Oregon's Whack Passing Attack: How to Get the Ducks Back on Track

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Oregon's Whack Passing Attack: How to Get the Ducks Back on Track
(Photo by Steve Dykes/Getty Images)

The Ducks are now 2-1. It seems we're light-years away from Blount's idiotic punch, and I often catch myself asking, "LeGarrette who?"

If you had a chance to catch the Utes game, you know exactly what I'm talking about. LaMichael James—as I predicted—stepped up big-time and took care of business.

Our running game is right on track. It's outstanding. Crenshaw had a rough day, running for negative yardage. But James sure made up for it in the 31-24 win over the Utes, with Masoli also getting about 50 yards in addition to two touchdowns.

A surprise, though, came out of Kenjon Barner—a freshman who switched from defensive back to running back. The stats are unimpressive, but he really played well and had two key runs. Look for good things from him. 

Bair and Thurmond led the defensive attack on the Utes, keeping us in the game when they were in dangerous territory. In fact, if not for the defense and LaMichael James, we would have lost.

While I'm overjoyed with our victory, the rushing game, and our defense, there's always room for improvement.

The passing game is where that improvement is necessary. It was sloppy, and really worries me. A fellow Duck writer wrote this article, pointing out the new coordinator (Mark Helfrich) should be to blame.

And seriously, he makes a good point. Helfrich is from Colorado, which can't be good. He hasn't run the option play like he should, and really should be fired if not for our awesome running game led by LaMichael James.

Helfrich has headed unsuccessful offenses in Boise State, Colorado, and a few before that. He doesn't deserve the spot, and has turned our passing game into something horrific. 

Masoli threw some really terrible passes during the Utah game. He ended up running it or throwing it away almost every pass. There were even a couple drives during the third quarter that were pathetic and all-around painful to watch.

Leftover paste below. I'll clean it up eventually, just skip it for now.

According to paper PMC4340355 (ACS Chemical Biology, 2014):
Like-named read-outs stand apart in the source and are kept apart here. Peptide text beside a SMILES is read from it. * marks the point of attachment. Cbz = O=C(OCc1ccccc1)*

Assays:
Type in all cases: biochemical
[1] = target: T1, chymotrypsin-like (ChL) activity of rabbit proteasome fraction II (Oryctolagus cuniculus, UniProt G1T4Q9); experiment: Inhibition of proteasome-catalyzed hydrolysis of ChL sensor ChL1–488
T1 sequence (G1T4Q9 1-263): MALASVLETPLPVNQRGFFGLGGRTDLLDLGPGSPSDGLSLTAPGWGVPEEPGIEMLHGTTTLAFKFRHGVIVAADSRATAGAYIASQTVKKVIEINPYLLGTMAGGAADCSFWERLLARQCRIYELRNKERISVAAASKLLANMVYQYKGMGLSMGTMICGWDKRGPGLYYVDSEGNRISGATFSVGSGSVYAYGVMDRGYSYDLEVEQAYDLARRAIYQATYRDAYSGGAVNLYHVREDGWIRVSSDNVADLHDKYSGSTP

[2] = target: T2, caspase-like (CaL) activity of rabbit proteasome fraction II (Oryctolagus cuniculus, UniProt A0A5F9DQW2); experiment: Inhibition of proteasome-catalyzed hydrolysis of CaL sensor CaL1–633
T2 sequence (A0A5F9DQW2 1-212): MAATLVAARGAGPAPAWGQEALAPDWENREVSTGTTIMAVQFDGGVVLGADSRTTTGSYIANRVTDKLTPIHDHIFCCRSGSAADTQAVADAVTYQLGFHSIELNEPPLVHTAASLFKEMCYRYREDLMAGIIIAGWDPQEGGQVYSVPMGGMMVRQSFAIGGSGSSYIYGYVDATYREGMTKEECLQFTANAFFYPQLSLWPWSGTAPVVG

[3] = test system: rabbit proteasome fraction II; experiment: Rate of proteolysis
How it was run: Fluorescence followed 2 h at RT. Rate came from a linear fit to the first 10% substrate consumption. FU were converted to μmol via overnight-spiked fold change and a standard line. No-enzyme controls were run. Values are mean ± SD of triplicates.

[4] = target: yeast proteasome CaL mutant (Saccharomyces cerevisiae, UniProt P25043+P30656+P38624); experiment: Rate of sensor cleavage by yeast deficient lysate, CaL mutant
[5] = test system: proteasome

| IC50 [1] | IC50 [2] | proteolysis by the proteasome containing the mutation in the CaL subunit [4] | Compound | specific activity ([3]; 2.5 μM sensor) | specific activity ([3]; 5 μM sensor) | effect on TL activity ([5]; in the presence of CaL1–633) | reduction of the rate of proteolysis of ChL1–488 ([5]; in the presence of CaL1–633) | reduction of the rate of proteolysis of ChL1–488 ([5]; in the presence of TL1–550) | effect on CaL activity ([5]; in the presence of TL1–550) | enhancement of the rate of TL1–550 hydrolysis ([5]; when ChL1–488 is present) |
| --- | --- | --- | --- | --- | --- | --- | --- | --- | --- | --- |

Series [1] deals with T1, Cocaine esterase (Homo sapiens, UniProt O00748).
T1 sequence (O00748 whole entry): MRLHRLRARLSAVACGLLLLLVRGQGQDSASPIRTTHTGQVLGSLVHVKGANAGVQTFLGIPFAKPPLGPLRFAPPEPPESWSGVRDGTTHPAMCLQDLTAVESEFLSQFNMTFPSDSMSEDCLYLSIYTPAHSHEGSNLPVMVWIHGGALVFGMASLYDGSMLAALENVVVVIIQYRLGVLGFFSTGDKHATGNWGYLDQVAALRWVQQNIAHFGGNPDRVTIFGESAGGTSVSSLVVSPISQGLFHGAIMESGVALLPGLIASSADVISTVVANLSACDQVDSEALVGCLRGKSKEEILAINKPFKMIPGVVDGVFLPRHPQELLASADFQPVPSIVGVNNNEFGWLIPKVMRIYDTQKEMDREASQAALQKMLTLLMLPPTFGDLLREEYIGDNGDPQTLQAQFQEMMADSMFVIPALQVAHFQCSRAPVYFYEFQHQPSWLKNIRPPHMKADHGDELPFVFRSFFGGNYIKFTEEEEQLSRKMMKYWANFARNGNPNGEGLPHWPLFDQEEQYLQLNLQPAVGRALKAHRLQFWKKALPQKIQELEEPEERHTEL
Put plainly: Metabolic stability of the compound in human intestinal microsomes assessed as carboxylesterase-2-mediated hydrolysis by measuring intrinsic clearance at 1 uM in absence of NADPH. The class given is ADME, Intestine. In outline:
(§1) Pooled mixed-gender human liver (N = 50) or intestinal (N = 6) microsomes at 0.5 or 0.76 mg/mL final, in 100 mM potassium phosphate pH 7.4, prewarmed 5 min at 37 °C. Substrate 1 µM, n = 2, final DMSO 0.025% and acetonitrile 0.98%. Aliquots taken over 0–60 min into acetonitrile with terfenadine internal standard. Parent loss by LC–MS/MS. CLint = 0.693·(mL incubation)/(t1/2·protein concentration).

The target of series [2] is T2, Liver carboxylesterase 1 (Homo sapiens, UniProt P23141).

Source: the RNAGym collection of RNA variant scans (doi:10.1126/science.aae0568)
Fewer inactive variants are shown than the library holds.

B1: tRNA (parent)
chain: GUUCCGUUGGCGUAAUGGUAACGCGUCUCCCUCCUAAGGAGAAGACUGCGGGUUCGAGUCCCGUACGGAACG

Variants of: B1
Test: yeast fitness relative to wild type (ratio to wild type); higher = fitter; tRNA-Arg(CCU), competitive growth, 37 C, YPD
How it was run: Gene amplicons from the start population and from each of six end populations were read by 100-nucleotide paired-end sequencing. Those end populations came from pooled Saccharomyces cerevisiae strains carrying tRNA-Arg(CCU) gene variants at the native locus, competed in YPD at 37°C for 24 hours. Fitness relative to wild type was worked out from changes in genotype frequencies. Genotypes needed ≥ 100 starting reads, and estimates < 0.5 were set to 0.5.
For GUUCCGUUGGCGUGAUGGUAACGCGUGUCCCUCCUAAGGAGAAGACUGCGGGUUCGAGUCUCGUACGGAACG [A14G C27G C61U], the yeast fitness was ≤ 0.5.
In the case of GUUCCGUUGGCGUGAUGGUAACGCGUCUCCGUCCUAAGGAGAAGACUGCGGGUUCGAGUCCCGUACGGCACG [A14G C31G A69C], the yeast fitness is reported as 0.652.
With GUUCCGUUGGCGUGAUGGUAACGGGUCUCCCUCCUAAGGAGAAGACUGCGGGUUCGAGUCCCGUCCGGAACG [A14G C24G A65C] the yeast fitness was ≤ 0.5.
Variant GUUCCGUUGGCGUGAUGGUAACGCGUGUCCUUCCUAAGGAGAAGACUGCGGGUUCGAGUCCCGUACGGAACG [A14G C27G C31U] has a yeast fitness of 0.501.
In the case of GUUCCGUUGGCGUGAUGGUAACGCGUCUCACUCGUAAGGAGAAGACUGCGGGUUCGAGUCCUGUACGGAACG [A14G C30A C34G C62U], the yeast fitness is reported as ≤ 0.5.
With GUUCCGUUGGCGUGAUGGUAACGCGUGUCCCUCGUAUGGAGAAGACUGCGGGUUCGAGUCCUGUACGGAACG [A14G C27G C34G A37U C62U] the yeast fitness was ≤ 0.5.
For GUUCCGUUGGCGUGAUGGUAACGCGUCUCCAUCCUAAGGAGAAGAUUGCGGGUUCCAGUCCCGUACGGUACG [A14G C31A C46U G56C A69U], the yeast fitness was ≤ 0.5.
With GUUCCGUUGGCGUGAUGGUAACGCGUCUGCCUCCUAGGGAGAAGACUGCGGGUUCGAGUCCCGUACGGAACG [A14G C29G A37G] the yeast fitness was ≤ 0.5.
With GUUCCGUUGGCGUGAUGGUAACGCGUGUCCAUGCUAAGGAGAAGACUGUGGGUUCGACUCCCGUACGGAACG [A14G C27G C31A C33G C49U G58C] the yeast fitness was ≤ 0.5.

Masoli isn't at totally at fault. As I mentioned earlier, it's coaching. 

The Ducks' offensive talent includes two star tight ends, a decent scrambling quarterback, three decent backs, and an above-average receiving corps. Not to mention a good offensive line.

Our receivers are definitely not the problem. We have transfer Jamere Holland and Jeff Maehl leading the pack. Maehl had a huge 50-plus yard catch against Utah, in fact. Then there's Ed Dickson and Rory Cavaille to consider.

So what's the problem?

The play-calling must change, and Masoli needs to improve his accuracy. These are the two things Oregon needs to change in order for the passing game to pick up.

Why are we not running more option and reverse plays? When we have, it either ends up a first down or at least a gain of good yardage. The play-calling, frankly, is terrible, and forcing Masoli to scramble or make bad passes. 

Masoli's accuracy was also off when playing Utah. He zipped the ball too many times and threw the ball behind his receivers numerous times. It resulted in some picks and a lot of fourth downs.

If Masoli can work on the passing and the play-calling improves, we could have a real shot at Cal. James takes care of business on the ground, while Thurmond, Bair, and Thomas do the same on defense.

Passing will really make the difference in the upcoming game, especially with the linebackers on Cal's defense...they could really make a difference.

That's not to mention Jahvid Best on offense, a potential Heisman-winner and a real force to be reckoned with.

If they shut down our passing completely, we'll need a miracle to win if we simply rush the ball with James, Barner, and Masoli—despite how good they are. Especially if Best scores some touchdowns.

It's going to be a great game come Saturday, but the passing really has to improve. It has to change before we can contend with teams like Cal, USC, Arizona State, or think about serious bowl games.

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